Dehumanization in War and Combat: Rhetoric and Practice
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This research addressed dehumanization in times of war by considering the discourses of veterans from conflict in Iraq and Afghanistan. I will analyze sources of non-fiction and fiction literature, and interviews archived in After Combat: The Voices Project of soldiers’ and veterans’ spoken words and tones to grasp the concept of dehumanization in a war setting. I define dehumanization in formal and colloquial terms to situate my research method in rhetorical analysis. I derived a theory I call the Dismembered while analyzing the sources listed above. I will discuss and define my theory of the Dismembered as persons who are no longer considered part of the collective that is human; as well as the theory having basis in Judith Butler’s account of precarious life, and other influences. My research evaluates whether the process of dehumanizing military combatants, or the “enemy,” is a manifestation of military culture or a social exaggeration generated by civilians viewing war from an outsider’s perspective. This work is particularly crucial given the image the United States projects to the rest of the world, and specifically given the impact the military extends in shaping the image of the United States. Thus, the possible civilian communication about soldiers dehumanizing people could misrepresent the truth of military duty and life in war settings. From my research, I hope to gain an accurate definition of dehumanization in areas and times of war, and what in such setting generates the rhetoric that results in the dehumanization of the opposition.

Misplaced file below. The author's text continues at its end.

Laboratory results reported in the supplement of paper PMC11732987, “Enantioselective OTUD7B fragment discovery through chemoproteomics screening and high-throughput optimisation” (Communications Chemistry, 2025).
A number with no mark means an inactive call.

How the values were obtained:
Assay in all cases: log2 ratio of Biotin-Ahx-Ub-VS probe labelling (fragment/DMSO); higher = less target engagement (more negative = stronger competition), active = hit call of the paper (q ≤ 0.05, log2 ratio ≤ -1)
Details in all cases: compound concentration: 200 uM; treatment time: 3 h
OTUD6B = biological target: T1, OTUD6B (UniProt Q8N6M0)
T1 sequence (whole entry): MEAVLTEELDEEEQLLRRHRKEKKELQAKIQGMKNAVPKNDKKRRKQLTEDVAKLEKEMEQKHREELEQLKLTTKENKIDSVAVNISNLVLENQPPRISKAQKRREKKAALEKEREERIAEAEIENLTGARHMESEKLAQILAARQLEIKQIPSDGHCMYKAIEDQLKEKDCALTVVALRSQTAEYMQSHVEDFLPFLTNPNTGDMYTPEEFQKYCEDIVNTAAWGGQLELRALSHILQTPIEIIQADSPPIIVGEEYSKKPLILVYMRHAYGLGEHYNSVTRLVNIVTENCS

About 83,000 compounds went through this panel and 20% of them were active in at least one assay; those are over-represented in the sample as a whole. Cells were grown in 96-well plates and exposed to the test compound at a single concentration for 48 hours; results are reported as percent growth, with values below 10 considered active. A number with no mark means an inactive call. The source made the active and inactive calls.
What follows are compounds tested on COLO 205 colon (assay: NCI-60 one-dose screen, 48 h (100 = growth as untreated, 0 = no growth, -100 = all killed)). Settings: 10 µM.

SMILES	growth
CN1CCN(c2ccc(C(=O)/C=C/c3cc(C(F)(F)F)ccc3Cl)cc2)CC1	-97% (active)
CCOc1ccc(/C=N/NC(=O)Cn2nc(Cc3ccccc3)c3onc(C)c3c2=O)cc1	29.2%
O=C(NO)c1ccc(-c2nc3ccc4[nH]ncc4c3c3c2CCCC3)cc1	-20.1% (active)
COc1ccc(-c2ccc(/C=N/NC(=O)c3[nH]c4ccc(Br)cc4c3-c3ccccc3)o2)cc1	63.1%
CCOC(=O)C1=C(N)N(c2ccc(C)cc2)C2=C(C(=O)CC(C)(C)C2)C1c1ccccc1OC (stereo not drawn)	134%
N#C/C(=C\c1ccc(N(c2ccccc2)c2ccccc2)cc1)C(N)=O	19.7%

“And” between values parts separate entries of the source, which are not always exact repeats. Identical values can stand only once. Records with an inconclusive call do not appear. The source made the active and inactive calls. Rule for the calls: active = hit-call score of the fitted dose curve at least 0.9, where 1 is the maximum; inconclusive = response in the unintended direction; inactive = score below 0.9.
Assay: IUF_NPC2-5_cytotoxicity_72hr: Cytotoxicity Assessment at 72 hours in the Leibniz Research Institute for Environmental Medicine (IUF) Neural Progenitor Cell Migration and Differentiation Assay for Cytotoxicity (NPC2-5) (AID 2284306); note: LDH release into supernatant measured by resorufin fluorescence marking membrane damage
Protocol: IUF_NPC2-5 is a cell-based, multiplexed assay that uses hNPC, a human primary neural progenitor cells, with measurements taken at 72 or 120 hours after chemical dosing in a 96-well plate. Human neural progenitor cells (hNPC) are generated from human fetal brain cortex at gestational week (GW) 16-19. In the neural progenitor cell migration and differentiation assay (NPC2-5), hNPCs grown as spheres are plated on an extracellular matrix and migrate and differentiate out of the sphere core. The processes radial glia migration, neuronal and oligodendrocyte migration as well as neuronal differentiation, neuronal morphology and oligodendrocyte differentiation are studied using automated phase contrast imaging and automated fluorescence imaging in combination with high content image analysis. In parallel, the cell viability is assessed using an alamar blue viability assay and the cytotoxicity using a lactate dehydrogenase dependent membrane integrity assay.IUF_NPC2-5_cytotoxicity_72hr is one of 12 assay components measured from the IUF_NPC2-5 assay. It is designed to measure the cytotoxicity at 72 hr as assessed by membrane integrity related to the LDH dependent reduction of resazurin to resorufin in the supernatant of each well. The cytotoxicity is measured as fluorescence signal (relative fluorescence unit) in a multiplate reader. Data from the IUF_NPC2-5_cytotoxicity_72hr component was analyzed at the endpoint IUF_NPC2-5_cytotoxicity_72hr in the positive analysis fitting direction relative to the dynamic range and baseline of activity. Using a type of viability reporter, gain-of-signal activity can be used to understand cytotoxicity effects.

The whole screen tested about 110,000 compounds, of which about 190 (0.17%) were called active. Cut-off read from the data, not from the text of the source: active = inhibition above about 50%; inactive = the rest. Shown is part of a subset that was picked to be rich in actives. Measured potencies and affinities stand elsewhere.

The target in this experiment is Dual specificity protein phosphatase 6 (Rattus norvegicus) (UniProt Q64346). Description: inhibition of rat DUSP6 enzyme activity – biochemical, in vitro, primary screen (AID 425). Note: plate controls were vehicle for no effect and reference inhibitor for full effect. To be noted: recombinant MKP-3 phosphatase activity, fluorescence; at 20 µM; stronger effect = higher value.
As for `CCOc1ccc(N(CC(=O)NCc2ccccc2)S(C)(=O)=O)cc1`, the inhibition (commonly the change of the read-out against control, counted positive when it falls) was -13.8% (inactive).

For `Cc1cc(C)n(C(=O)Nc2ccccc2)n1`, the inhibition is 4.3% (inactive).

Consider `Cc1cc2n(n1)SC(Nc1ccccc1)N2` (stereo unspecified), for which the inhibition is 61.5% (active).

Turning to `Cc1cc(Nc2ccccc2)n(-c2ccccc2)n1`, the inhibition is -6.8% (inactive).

Oliver, Olivia A (2018). Dehumanization in War and Combat: Rhetoric and Practice. Undergraduate Research Scholars Program. Available electronically from